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Test: AMD Ryzen 7 3700X in the test


AMD Ryzen 7 3700X im Review

Conclusion from 07. 07. 2019

If you want a lot of performance at an excellent price, you don't have to wait any longer: The Ryzen 7 3700 X offers excellent results across all benchmarks and still remains efficient. The eight-core with 4.4 GHz exceeds Intel's i7 – 9700 K and is even the flagship i9- 9900 K dangerous.

Advantages
High performance
Good price
Just 65 Watt TDP
Disadvantage
Single-thread performance slightly behind competitive model

From 289, 00 €: Find Best Price for AMD Ryzen 7 3700 X

The values ​​in the article refer to the test time of the product ( 07. 07. 2019 ) .

The ratings below show how it compares to the other products in the leaderboard.

test ratings (compared to all tested products in this category)

AMD Ryzen 7 3700 X in the test: A price-performance hit

How expensive does a new, outstanding CPU have to be? Until recently we would have replied: So about the 400 to 500 Euro. AMD is now redefining the limits. During the Ryzen 9 3900 X Intel's current consumer flagship, the Core i9 – 9900 K , taken apart in the test at a slightly higher price , the Ryzen wins 7 3700 X another fight against Intel: For around 130 Euro less, the eight-core offers a comparable performance.

Before we try to explain how AMD did it, we would like to say a few words about the basic structure of the new Zen 2 microarchitecture and the benchmark results.

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The third generation of Ryzen also fits on motherboards with an AM4 socket. If there are updates, you can continue to use your old board. Picture: CHIP / Marcus Kämpf

AMD Ryzen 7 3700 X in the test: Matisse with 7 nanometers

With Zen 2 alias “Matisse”, AMD says goodbye to the old Zeppelin die structure on the chip and splits the tasks in several parts: on the silicon of the Ryzen – 3000 – series sitting up to three components. Two of these are so-called chiplets. This is where the Ryzen cores live – a maximum of eight per chiplet, divided into clusters of four. The CPU-near cache is also located in the chips. Both chips communicate with the IO-Die via the “Infinity Fabric” data bus (“IO” stands for “in / out”). This in turn takes care of the data transfer to the rest of the PC, memory management and also mediates information between the chips.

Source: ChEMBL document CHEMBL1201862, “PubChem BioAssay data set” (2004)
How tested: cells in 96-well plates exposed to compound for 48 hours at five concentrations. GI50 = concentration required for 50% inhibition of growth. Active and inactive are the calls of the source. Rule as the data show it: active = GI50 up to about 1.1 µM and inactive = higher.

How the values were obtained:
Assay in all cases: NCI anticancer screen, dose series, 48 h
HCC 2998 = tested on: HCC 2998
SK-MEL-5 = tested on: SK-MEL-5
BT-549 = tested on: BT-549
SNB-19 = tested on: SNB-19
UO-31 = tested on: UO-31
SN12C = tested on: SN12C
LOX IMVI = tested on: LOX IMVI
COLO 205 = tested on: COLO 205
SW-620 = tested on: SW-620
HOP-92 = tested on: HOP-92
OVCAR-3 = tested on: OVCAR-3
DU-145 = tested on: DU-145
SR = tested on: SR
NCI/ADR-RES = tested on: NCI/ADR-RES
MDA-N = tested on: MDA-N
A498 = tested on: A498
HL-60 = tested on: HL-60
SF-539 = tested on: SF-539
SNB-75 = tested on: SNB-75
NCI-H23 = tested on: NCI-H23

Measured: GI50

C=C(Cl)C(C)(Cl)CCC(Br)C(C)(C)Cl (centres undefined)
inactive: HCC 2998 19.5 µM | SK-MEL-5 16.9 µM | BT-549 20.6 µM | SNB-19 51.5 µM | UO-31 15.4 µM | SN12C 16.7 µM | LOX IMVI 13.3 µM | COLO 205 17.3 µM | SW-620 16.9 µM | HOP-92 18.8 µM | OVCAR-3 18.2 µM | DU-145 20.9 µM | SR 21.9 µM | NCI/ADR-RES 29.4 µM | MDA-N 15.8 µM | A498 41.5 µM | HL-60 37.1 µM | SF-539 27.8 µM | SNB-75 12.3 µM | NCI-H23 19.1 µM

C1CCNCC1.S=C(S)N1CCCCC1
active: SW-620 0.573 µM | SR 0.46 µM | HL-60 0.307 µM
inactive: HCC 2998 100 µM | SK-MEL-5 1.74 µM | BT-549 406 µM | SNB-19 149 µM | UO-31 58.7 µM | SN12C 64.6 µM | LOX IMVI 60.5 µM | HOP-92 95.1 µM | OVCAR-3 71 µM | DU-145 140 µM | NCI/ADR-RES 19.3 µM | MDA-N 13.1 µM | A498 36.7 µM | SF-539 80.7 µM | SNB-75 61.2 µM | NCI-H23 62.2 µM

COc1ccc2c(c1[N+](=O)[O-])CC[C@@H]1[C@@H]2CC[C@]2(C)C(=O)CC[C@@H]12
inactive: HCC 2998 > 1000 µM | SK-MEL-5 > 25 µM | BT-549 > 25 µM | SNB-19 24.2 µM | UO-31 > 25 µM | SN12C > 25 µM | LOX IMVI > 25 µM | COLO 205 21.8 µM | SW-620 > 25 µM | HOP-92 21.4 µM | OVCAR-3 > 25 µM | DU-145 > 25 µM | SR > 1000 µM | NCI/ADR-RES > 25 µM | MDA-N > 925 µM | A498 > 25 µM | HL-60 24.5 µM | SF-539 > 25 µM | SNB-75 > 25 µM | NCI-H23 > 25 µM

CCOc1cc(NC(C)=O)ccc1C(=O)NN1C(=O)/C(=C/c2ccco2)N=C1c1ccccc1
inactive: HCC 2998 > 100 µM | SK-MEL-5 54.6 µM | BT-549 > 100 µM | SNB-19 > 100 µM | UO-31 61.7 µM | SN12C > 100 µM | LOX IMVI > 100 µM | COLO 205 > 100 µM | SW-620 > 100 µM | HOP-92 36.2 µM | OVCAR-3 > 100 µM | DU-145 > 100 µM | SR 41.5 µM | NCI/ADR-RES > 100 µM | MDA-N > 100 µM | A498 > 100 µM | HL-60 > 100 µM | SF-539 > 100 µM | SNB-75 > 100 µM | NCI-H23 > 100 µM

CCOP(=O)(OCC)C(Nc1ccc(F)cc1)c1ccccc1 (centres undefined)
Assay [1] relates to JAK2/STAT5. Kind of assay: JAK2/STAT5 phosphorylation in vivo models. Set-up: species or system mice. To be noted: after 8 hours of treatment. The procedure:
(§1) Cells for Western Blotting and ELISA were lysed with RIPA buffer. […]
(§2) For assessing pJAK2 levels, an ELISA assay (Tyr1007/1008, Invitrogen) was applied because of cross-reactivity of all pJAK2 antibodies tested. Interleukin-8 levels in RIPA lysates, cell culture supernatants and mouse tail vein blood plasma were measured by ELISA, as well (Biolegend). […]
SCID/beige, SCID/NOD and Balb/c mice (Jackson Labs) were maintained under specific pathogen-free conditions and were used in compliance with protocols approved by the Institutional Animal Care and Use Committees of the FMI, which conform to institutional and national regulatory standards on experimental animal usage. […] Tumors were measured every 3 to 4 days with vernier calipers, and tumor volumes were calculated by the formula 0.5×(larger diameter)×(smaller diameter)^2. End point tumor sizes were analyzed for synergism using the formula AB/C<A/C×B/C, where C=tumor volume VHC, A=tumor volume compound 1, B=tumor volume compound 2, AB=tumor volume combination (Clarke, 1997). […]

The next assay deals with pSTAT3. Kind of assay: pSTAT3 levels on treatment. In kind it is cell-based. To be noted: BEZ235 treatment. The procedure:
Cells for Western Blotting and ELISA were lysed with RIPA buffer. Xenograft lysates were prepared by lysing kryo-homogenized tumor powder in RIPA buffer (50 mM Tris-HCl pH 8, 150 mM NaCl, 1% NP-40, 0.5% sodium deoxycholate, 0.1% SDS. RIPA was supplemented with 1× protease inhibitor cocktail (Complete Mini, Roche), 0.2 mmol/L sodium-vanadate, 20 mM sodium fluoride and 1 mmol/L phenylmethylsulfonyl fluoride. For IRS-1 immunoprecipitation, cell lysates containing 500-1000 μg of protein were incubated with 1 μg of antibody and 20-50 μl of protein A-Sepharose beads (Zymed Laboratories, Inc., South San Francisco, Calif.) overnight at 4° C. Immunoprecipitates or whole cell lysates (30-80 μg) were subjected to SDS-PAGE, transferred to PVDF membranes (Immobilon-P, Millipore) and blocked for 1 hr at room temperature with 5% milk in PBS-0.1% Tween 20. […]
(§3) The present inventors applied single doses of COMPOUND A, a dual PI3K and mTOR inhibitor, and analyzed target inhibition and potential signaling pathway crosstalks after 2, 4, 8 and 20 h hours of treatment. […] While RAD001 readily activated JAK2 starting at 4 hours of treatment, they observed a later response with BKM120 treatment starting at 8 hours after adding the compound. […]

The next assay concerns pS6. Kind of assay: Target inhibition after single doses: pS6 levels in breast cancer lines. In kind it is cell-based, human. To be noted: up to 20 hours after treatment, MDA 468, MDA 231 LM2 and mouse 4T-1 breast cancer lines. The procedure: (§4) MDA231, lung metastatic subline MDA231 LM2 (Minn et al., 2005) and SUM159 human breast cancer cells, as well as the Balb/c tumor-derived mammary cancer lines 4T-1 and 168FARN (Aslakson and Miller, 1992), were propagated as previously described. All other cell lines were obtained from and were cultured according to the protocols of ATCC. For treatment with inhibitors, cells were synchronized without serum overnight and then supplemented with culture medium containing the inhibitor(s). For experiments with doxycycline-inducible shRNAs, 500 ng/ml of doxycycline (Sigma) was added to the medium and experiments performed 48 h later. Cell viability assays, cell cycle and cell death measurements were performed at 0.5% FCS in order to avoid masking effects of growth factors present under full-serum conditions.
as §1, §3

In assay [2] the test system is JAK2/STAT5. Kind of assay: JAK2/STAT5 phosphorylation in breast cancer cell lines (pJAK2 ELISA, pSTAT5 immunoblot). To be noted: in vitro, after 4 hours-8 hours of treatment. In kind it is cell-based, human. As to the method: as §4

The chips are also the epitome of AMD's current pride in the number 7 – which is why the processors also on July 7th. appear. The cores are made with a structure width of 7 nanometers. The Ryzen – 2000 – Series was still with 12 Nanometers produced. The downsizing allows a CPU manufacturer to either shrink a die to make it more efficient, or to put more processing units on the same area.

Changes for the user the new structure initially nothing. In fact, Matisse hardly brings anything new from the purely functional scope – if you disregard the fact that the AMD CPUs are the first to introduce PCI-Express 4.0 in consumer platforms. The performance advantages of the wider data bus (512 instead of 256 bit) are currently manageable for normal users – for example it is not to expect that graphics cards will even begin to use the gigantic bandwidth in the near future. But there is basically nothing wrong with room for improvement. And PCIe 4.0 SSDs can be faster than their older counterparts.

Incidentally, the CPU still fits in the AM4 socket and can be overclocked with most motherboard chipsets. So if you are still satisfied with your first-generation Ryzen board and the manufacturer offers updates, you can continue to use your old board.

At the Ryzen – 3000 he series sit with up to two chips maximum 16 Cores over the IO circuit. Picture: AMD

Get everything out

With a price point of around 350 Euro you should think the direct competitor would be Intel Core i7 – 9700 K (test) . Finally, both CPUs have eight cores, the 3700 X simultaneous multithreading and thus 16 Threads are supported at the same time, but the Intel processor is not. The benchmarks show, however, that not only the current flagship – the Ryzen 9 3900 X – but also the little sister CPU against the Intel Core i9 – 9900 K with eight cores and 16 Threads boxes. The services are often at least on par, often the 130 Euro cheaper CPU even.